Obama Wants No Comparison to Donald Trump

Obama Wants No Comparison to Donald Trump

Clashes spread around downtown Athens, with riot police firing tear gas as protesters tried to enter the zone Syriza had declared off limits.

(AP Photo/Markus Schreiber). German Chancellor Angela Merkel, right, welcomes U.S. President Barack Obama for a meeting at the chancellery in Berlin, Thursday, Nov. 17, 2016.

Before leaving Washington, Obama gave an interview to Kathimerini, denouncing Syrian President Bashar al-Assad and hailing Syriza's role in providing bases for Washington's Middle East wars, such as the naval base at Souda Bay.

The timing of the Obama's visit is also oddly ominous, occurring two days before the country's main annual anti-American demonstrations that commemorate the bloody 1973 suppression by military authorities of a pro-democracy uprising.

US President Barack Obama on Wednesday said globalisation needed a "course correction" to address growing inequality, in a speech full of pointed barbs at his successor Donald Trump. But he said "we can't look backwards for answers". He then headed for Germany.

Clinton's supporters say she faced a hard balancing act: She embraced Obama, hoping to avoid alienating his supporters, while simultaneously trying to acknowledge the persistent economic challenges and the uneven economic recovery.

The US-led North Atlantic Treaty Organisation grouping is "absolutely vital" to US interests and a strong, unified Europe is good for America and the world, Obama said.

On other issues, Obama said he hoped for continuity in US-European relations under Trump, saying "how important it is that we work together".

With reference to his upcoming meetings in Europe and Latin America with key world leaders, Obama cited the reality of America's need to trade for a healthy economy, maintained that the global Iran nuclear-for-sanctions deal was working and underlined the need for America to respect its commitment to the Paris climate accord.

Opening his final overseas trip as president, Obama acknowledged he was surprised by Trump's victory - and said it stemmed from deep-seated anxieties among working-class Americans that government must do better to address.

"We have very different points of view", he said. He renewed his pledge to ensure a peaceful transition despite his differences with Trump.

Obama has not weighed in directly on the leadership fight.

Tuesday's violence placed Prime Minister Alexis Tsipras' left-wing Syriza party in an uncomfortable position: Formerly a key participant in anti-American and anti-austerity protests, it is now using the same crowd control measures it used to strongly deplore. He pushed his formerly small radical left party onto the forefront of Greece's tumultuous political scene by telling Greeks tired from six years of financial crisis and falling living standards that he would reject austerity measures imposed in return for the country's bailouts.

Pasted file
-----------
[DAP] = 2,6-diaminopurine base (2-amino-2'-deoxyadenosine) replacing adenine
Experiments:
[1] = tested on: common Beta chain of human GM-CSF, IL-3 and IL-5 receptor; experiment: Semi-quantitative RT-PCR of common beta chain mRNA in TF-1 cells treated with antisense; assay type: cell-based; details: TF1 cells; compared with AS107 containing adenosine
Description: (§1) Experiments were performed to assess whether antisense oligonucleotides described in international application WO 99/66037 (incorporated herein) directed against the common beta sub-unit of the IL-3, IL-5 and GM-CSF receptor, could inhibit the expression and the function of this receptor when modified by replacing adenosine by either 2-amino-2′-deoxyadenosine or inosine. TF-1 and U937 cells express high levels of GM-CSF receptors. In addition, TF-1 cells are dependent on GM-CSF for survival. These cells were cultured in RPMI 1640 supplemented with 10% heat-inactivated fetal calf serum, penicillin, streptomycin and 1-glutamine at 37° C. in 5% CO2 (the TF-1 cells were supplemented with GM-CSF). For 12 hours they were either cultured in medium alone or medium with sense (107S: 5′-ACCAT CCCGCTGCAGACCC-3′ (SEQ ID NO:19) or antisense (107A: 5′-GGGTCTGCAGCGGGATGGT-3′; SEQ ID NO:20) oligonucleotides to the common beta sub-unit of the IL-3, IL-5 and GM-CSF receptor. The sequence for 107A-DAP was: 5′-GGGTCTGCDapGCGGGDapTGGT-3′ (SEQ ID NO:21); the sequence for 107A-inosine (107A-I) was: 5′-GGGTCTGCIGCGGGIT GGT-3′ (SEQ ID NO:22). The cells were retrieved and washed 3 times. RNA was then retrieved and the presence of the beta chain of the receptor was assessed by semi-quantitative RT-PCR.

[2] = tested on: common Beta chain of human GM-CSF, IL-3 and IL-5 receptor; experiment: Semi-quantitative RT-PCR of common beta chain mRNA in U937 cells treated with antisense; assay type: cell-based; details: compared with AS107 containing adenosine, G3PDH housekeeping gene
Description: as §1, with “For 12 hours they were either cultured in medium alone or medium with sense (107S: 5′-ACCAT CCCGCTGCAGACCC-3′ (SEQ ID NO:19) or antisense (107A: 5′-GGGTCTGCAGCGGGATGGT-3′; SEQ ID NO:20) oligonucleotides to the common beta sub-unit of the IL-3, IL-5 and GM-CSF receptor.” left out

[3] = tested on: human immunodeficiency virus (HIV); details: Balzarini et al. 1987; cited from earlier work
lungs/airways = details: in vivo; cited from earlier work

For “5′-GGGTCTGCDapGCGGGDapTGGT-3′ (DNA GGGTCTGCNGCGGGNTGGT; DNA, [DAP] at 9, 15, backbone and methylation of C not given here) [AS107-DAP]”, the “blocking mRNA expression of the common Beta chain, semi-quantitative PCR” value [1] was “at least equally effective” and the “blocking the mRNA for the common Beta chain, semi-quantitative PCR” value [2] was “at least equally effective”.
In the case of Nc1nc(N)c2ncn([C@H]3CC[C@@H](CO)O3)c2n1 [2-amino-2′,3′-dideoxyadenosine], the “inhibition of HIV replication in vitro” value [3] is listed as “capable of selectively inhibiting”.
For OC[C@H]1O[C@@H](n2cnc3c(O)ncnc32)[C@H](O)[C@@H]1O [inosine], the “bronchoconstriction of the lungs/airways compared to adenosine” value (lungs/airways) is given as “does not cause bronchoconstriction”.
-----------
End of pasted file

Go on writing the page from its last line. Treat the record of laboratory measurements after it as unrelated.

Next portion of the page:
But after the near-collapse of negotiations with Greece's creditors, Tsipras performed a political about-face: He signed up to a new bailout and more austerity to prevent his country being forced out of the euro.

A guide from Greece's Ministry of Culture is accompanying Obama on his tour. He strolled through the Propylaea, the complex's monumental gateway, and gazed up at the famed Parthenon temple dating from the fifth century B.C.

The ancient site will remain closed to the public for the day to accommodate the president's visit. Demonstrations were banned in parts of Athens, and roads and subway stations were shut down for the first official visit of a sitting US president since Bill Clinton went in 1999.

Appearing receptive to Greece's woes, Obama repeated his belief that debt relief should be granted.

The debt-crippled country depends on global bailout loans, and has been forced by creditors to implement deep income cuts, tax hikes, welfare cuts and economic reforms. Despite the Obama administration's stance, lawmakers have banned the ability to spend money to transfer Guantanamo Bay detainees into the United States.

"Greeks rightly take pride as the founder of the Games - and in Leonidas of Rhodes who, for 2,000 years, held the record for winning 12 individual gold medals, the most of any athlete", Obama said. Many are living in poor conditions in massively overcrowded camps.

President Barack Obama says Greece's acceptance of refugees has "inspired the world" - but it can not handle Europe's migration problems alone.

"There's a serious challenge to European institutions right now", said Jeffrey Rathke, deputy director of the Europe Program at the Center for Strategic and International Studies.